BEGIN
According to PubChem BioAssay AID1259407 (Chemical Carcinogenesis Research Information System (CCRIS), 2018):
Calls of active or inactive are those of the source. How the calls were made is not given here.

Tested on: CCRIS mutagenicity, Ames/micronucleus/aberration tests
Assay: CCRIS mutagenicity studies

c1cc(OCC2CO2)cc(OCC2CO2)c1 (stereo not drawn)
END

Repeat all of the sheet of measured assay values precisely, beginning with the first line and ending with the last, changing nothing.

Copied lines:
According to PubChem BioAssay AID1259407 (Chemical Carcinogenesis Research Information System (CCRIS), 2018):
Calls of active or inactive are those of the source. How the calls were made is not given here.

Tested on: CCRIS mutagenicity, Ames/micronucleus/aberration tests
Assay: CCRIS mutagenicity studies

c1cc(OCC2CO2)cc(OCC2CO2)c1 (stereo not drawn)